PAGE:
We have had a couple of questions in the last few weeks that are about plant biology more than they are related to gardening. Should these questions be allowed or are they off topic?

Here are the questions I've noticed

  • On a related note, folks, the Biology exchange site is just about to go into private beta. Be quick to hop on for the ride before it's full! I'd estimate 48 hours before launch.
    – Lisa
    Commented Dec 8, 2011 at 5:07
  • Typically sites launch on Tuesday or Wednesday...so there are probably a few days...
    – wax eagle
    Commented Dec 8, 2011 at 13:09
  • Questions 2657 & 2784 were removed by their author(s)
    – M H
    Commented Nov 6, 2020 at 5:03

2 Answers 2


From the /faq page: "Gardening and Landscaping - Stack Exchange is for gardeners and landscapers." We're not a community for biologists/botanists. While it's true that we have plants in common and that gardeners are reasonably familiar with the basics of plant biology, that is not our expertise.

The StackExchange network of sites is built upon the idea that each community has its own pool of experts and a reasonably scoped topic (i.e. it's not all encompassing). I strongly oppose the idea that we need to find a home for each and every question until a proposal can take off on Area51. The world has a lot of questions already; what it needs is more answers. Until there's a place that can actually provide those answers, the questions ought to wait.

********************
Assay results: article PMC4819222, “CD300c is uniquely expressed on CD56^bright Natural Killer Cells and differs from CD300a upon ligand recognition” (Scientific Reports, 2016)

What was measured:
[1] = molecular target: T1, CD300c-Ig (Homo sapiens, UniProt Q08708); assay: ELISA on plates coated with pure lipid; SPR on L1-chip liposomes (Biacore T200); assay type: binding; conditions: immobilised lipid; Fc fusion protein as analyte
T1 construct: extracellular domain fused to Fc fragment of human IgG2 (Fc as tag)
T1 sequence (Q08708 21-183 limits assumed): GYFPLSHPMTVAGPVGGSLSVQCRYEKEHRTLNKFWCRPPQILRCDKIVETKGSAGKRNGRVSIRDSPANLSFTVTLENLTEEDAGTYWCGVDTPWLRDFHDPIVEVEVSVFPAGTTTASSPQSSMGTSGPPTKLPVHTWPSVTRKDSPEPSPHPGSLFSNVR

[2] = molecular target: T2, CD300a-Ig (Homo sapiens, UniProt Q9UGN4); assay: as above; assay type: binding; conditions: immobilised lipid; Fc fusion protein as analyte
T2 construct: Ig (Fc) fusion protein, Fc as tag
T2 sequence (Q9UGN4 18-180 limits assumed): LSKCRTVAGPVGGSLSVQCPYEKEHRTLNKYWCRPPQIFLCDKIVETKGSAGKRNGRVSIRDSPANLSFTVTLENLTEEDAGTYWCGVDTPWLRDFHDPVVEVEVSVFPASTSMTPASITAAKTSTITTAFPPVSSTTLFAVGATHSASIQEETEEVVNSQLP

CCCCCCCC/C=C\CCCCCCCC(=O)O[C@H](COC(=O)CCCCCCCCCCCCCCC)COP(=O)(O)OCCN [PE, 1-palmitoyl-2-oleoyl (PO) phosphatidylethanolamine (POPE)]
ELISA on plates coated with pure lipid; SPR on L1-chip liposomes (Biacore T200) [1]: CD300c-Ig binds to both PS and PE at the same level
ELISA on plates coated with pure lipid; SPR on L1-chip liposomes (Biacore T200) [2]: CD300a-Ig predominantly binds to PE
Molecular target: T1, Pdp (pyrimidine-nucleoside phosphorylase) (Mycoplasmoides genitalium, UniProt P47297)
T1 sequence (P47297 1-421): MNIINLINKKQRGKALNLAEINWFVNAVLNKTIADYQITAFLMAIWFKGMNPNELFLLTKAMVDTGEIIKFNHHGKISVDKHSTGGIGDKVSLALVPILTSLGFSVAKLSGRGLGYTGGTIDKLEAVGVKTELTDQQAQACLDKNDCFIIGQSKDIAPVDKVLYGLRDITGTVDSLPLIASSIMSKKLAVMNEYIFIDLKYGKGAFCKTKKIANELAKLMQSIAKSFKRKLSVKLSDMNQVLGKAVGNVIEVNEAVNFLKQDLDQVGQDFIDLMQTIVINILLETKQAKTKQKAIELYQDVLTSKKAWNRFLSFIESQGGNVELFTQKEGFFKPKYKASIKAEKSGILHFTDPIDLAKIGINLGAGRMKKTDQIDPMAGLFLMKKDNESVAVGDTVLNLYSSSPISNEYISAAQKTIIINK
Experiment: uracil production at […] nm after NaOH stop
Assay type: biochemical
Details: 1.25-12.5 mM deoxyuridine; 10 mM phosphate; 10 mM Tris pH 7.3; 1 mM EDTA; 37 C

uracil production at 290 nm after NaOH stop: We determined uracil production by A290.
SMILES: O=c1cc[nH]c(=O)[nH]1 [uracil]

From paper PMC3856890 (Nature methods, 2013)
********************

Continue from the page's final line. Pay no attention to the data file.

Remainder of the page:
One of the hallmarks of a good online community is a community that knows its limits. Our expertise is gardening, not botany. To claim otherwise would be misleading and a gross disservice to our users. Occasionally, you might find some deep biology creeping into answers tangentially, solely due to the answerer's knowledge of the subject or interest in it, and that is perfectly fine. However, biology/botany shouldn't be the focus of questions.

Just to play the devil's advocate here, let's assume that such questions were allowed here. Then

  • We'll have questions that languish here without answers, because there aren't enough people knowledgeable to answer it.
  • Unanswered questions will only plummet our %answered metric. Who wants to visit a site that has only about 60% answered? That doesn't look like a site that has experts to me...
  • We might scare away potential users who're interested in gardening or are experts in gardening, because they might think the focus is botanical science, which might be out of their reach.
  • We'll have lot of guess-work answers quoting their high-school biology knowledge, which will most likely be inadequate for serious questions.

Seemingly simple questions (e.g. "How do plants produce food?") have very deep scientific significance which has required years of research to even peck at the tip, some Nobel prize winners, and are still the focus of active research. Those should be best left to a dedicated site. If we're going to water down the answers to a very basic, hand waving explanation, then Wikipedia or Google should be your friend until the biology site launches.